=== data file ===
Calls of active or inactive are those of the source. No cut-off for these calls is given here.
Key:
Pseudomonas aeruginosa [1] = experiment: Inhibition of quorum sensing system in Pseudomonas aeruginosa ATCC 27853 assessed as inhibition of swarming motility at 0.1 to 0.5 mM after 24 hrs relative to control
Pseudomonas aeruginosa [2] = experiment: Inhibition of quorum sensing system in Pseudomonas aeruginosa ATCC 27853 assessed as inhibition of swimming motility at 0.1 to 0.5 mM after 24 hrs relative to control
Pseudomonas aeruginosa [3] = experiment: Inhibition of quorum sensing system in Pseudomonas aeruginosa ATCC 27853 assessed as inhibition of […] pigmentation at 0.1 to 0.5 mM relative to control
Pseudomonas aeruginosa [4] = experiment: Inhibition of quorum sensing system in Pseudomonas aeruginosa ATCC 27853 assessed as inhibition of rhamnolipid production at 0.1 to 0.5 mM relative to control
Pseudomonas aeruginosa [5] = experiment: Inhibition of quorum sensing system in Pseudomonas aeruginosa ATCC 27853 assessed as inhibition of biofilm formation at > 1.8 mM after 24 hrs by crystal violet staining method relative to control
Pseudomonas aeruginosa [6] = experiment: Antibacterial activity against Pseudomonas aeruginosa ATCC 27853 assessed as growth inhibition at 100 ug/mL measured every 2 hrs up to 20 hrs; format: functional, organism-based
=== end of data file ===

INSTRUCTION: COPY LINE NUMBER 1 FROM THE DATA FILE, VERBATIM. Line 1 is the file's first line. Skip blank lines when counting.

Calls of active or inactive are those of the source. No cut-off for these calls is given here.